I'm the first to admit I'm quite skeptical of books about adoption or about the adoptee experience that are written by authors who have no indicated personal connection to the adoption experience, especially as an adoptee. There are a number of books written by adoptive parents describing the adoptee experience, including the infamous "The Primal Wound", which I have not read yet intentionally in large part because the author is an adoptive parent/mental health professional writing a book about adoption's impact on adoptees. This is a book I plan to read as I do understand and respect that it is a book that is often referenced in the adoption community as a primer of sorts on adoption, or as the author notes on her website that "The Primal Wound: Understanding the Adopted Child has become a classic in adoption literature and is considered by adoptees to be their adoption bible." As an adoptee, I think I'm admittedly reluctant and bit resistant to read this "adoptee adoption bible" that is written by an adoptive parent because of my own biases and pre-conceived notions about the book. It is a book that is on my list of ones to read and write up a review of sorts.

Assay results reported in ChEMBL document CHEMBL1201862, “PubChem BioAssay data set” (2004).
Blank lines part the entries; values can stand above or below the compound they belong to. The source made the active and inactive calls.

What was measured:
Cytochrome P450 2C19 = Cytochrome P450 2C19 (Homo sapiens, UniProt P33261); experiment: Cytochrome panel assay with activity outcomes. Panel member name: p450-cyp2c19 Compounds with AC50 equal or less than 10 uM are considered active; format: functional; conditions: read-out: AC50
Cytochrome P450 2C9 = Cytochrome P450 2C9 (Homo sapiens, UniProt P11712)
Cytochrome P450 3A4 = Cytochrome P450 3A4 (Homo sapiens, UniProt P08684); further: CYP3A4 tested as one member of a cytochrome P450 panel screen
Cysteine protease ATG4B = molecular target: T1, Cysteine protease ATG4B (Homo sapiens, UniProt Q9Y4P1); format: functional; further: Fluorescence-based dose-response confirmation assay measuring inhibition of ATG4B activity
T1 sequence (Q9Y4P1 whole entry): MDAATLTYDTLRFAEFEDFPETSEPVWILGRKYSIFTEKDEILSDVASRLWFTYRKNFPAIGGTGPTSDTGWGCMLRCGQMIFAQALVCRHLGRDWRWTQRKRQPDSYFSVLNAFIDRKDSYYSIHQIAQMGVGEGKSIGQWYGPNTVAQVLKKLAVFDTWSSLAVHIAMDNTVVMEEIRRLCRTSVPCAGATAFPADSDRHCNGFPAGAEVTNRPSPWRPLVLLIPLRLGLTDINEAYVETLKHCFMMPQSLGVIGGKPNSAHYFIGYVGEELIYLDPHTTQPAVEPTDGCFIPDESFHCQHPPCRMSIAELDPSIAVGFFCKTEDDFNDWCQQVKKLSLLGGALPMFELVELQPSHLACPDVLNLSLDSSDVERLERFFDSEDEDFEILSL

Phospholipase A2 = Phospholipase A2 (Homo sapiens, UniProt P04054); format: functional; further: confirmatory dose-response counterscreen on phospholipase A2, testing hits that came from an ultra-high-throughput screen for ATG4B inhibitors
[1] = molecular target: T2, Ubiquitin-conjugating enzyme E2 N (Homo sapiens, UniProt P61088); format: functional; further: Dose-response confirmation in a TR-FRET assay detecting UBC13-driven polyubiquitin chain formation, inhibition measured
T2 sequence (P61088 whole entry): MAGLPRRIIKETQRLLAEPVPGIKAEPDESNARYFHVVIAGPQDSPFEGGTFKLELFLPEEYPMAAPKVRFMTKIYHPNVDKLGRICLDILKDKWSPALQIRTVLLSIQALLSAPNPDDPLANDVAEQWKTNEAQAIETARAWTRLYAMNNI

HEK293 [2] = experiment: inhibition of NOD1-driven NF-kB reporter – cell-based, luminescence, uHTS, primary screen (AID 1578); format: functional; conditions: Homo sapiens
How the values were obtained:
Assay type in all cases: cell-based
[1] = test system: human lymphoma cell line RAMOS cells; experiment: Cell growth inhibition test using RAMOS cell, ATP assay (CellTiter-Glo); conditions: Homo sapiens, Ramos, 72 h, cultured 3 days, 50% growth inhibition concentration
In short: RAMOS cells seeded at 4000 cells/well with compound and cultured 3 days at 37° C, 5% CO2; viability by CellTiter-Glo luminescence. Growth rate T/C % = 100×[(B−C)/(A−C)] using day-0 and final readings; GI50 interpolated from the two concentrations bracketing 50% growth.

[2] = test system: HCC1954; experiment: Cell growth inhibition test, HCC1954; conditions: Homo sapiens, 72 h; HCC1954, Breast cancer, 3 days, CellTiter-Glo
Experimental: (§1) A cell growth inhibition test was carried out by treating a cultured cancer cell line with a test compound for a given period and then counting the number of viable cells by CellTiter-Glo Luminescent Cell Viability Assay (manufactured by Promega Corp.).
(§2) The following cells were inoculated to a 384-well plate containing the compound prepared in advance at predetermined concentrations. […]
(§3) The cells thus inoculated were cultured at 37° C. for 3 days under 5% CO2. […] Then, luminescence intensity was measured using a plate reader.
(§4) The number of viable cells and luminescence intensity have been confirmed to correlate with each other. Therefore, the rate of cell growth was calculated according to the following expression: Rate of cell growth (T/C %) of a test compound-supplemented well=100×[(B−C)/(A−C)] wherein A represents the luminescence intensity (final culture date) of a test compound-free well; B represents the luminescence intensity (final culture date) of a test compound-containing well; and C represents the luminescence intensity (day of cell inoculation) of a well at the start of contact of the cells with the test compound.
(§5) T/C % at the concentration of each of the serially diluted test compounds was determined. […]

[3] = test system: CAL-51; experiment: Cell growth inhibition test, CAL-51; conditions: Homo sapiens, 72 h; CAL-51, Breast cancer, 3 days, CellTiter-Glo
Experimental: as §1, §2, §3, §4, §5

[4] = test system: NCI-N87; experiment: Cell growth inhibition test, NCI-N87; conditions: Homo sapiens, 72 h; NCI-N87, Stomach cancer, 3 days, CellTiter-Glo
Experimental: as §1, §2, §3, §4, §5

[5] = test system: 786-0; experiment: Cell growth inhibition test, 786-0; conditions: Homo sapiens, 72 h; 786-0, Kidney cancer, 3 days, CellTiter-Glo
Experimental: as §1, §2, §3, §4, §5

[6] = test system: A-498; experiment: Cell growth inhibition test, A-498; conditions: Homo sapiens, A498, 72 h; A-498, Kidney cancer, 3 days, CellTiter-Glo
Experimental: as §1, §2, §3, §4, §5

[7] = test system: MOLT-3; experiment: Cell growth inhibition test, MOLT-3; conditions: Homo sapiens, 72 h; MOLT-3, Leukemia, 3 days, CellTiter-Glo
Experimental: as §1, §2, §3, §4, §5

Given my reservations about books written about the adoptee experience by non-adoptees, I was very surprised to find how the author Ms. Brian was able to honestly capture the thoughts, feelings, and experiences some transracial adoptees have experienced as Korean American adoptees raised in white families - in her book especially given Ms. Brian is very transparent and upfront in the beginning of the book of the fact that she is white and has no personal connection to adoption outside of her friendships with adoptees. Ms. Brian takes a deep dive of sorts into the complex and diverse world of transracial/transnational adoption, and explores the hidden corners of transracial adoption - privilege, including white privilege and economic privilege - which are the white elephants within the arena of transracial adoptions. Ms. Brian examines the impact these issues, including the political and historical context of Korean American adoptions, on the adoptees, adoptive parents, and even the birth mothers in Korea. I found this to be a unexpected and thoughtful examination of transracial adoption told by a white individual with no personal connections to adoption. The author seemed to make an effort and take her due diligence in tackling this complicated and multifaceted topic.